4.3 Standard Uncertainty in Voltage-Ratio Instrument Calibration

The standard uncertainty, [u.sub.v], in the calibration of the NIST voltage-ratio instrumentation, incorporating all significant uncertainty components, may now be calculated from

[u.sub.v.sup.2] = [u.sub.va.sup.2] + [u.sub.vb.sup.2] + [u.sub.vc.sup.2], (24)

where [u.sub.va], [u.sub.vb], and [u.sub.vc] are given by Eqs. (21), (22), and (23), respectively. For the NIST instrumentation, this calculation yields

[u.sub.v] = 0.000005 R. (25)

5. Deviations of Measurement Data from the Least-Squares Fit

A force calibration provides the transducer response as a function of applied force in the form of Eq. (1) by deriving the coefficients [A.sub.i] from a least-squares fit to the calibration data. The uncertainty associated with the variation in the measured data from the fitted curve is represented by the standard deviation [u.sub.r] in Eq. (2). This standard deviation is calculated according to ASTM E 74-04 from

[u.sub.r.sup.2] = ([SIGMA][d.sub.j.sup.2])/(n - m), (26)

where the [d.sub.j] are the differences between the measured responses, [R.sub.j] and the responses calculated from Eq. (1), n is the number of individual measurements in the calibration data set, and m is the order of the polynomial plus one.

Many factors contribute to the standard deviation [u.sub.r], including (a) random errors associated with the resolution, instrument noise, and repeatability of the indicator; (b) variations caused by swinging of the weights; (c) deviations of the assumed transducer response modeled by Eq. (1) and the true transducer response; (d) irregularities due to the characteristics of the transducer being calibrated, such as creep, hysteresis, and sensitivity to placement in the force machine. Some of these factors can be minimized by procedural technique, such as choosing optimum indicator sampling parameters, achieving precise transducer alignment, maintaining of machine weight changing and motion inhibiting mechanisms, and properly selecting the order of fit for the least-squares analysis.

The transducer related effects usually make up the largest share of the deviations incorporated into [u.sub.r] and constitute the dominant contributors of overall measurement uncertainty. Usual calibration practice enables these effects to be quantified by limiting the number of forces that are applied before returning to zero force and by repeating the measurement sequence for several reorientations of the transducer in the force machine. The dependence of the load cell response upon previously applied forces and upon the degree of misalignment of the applied force relative to the load cell axis then becomes evident, both in the quantity [u.sub.r] and in a plot of the deviations from the fitted curve. A detailed discussion of these uncertainty sources is given in C. P. Reeve [19].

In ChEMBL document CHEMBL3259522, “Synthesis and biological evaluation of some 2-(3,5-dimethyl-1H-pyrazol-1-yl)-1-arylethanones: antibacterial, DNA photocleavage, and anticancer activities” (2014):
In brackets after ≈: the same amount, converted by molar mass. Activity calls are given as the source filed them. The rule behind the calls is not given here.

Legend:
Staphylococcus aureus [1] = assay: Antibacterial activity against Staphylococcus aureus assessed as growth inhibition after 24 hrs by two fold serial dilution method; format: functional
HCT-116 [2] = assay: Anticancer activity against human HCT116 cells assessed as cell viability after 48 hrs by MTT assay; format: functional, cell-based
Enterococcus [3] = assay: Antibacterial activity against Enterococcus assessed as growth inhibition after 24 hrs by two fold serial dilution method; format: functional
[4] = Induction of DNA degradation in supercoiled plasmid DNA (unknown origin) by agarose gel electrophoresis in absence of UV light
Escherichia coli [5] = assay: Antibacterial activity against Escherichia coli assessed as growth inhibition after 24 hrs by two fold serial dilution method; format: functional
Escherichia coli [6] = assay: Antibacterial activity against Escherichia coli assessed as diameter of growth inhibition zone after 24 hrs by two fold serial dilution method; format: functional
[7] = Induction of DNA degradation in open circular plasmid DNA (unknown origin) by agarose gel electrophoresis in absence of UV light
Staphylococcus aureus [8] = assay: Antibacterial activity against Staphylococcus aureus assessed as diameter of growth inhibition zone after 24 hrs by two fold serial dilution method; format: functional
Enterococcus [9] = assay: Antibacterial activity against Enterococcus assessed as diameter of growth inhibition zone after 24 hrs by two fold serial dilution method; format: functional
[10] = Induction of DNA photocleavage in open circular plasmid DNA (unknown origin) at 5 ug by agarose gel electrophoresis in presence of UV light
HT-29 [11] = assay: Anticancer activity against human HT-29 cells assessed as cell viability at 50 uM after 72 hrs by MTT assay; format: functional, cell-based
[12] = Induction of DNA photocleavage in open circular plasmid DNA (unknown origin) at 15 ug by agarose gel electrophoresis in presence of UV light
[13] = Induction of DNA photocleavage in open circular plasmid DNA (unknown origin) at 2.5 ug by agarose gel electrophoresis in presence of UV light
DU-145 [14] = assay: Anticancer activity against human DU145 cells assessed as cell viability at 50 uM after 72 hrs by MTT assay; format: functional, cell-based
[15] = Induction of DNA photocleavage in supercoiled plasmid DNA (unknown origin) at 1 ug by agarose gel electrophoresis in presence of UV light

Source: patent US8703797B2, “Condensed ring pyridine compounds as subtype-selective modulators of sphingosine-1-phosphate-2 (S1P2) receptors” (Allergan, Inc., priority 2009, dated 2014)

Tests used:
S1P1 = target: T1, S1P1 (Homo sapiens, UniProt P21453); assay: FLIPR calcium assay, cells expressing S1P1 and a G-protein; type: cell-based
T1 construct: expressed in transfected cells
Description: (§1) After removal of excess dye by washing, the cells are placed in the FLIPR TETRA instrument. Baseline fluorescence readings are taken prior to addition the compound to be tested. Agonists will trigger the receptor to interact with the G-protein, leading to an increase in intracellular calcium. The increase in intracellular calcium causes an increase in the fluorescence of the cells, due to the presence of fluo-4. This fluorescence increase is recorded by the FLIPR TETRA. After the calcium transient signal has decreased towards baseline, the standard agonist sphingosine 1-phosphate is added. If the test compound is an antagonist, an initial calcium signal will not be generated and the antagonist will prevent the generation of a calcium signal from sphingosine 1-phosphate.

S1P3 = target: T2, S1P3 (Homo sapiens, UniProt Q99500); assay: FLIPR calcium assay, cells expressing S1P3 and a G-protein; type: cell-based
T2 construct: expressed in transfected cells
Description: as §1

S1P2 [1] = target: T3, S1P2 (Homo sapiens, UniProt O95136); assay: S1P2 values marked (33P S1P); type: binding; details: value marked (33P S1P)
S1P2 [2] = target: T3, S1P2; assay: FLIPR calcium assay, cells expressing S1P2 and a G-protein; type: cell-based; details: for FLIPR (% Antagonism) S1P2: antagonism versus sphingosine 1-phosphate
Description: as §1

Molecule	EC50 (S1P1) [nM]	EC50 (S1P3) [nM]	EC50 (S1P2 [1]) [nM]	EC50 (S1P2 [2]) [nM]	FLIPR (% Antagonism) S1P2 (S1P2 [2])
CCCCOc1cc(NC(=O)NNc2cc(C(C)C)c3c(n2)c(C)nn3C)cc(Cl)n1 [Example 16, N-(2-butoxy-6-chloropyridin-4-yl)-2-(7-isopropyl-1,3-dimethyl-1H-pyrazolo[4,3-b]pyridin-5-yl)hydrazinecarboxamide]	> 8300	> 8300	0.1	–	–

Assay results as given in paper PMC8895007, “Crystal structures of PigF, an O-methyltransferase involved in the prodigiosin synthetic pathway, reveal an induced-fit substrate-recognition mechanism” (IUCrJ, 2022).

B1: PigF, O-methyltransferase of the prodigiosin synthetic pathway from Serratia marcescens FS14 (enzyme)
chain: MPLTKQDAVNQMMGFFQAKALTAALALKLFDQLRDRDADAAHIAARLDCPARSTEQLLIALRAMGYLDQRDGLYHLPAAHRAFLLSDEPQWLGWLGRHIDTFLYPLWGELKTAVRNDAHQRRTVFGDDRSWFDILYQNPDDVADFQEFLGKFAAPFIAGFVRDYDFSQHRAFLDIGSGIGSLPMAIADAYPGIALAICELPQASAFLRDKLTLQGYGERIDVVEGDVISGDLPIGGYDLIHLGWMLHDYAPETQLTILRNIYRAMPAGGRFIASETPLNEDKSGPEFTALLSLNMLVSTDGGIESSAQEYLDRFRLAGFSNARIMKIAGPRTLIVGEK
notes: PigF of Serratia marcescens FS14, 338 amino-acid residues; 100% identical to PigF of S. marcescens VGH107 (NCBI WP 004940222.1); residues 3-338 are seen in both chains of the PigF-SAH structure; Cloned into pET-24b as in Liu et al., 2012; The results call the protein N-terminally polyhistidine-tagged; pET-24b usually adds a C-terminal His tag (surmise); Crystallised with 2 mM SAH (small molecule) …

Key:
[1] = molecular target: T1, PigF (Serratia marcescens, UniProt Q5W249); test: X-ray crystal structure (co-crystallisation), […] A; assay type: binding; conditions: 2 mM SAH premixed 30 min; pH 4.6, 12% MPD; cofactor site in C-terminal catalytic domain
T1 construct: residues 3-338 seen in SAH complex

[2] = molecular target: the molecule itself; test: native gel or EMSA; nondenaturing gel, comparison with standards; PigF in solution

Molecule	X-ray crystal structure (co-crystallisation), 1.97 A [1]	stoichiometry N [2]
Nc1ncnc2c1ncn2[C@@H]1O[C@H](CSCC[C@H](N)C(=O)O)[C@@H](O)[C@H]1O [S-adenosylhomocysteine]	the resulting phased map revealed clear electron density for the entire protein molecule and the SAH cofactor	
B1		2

An example of a load cell with a relatively high sensitivity to angular position with respect to the NIST 4.448 MN deadweight machine loading platens is shown in Fig. 5. A measurement sequence consisting of nine forces was conducted for each of six orientations. The ordinates represent the deviations in the data about a least-squares fit in the form of a third-order polynomial. The fitted curve is represented on this plot as a horizontal line of zero deviation. The standard deviation [u.sub.r] of these data about the fitted curve is 0.011% of the load cell response at maximum force. The combined standard uncertainty [u.sub.c], calculated from Eqs. (2), (20), and (25), is 0.011 % of the response at maximum force; the expanded uncertainty, for a coverage factor, k, of 2, is thus 0.022%.

An example of a load cell with a very low sensitivity to orientation within the NIST 4.448 MN deadweight machine is shown in Fig. 6. All measurement parameters were identical to the parameters used in the measurement depicted in Fig. 5. The scales of the axes are the same in the two plots. The standard deviation [u.sub.r] of the data of Fig. 6 about the fitted curve is 0.0008% of the load cell response at maximum force. The combined standard uncertainty [u.sub.c], calculated from Eqs. (2), (20), and (25), is 0.0011% of the response at maximum force. The relative expanded uncertainty is thus 0.0022%.

For force calibrations that have been performed at NIST, the lower end of the uncertainty range associated with load cell characteristics is represented by a value of [u.sub.r] of 0.0003% of the response at maximum force, when [u.sub.r] is calculated from Eq. (26) using data from at least three orientations within the deadweight machine. The corresponding expanded uncertainty is 0.0015% for calibrations performed with NIST's voltage-ratio instrumentation. If the load cell is paired with a dedicated indicator, thus eliminating the component [u.sub.v] of Eq. (24), the relative expanded uncertainty is 0.0012%.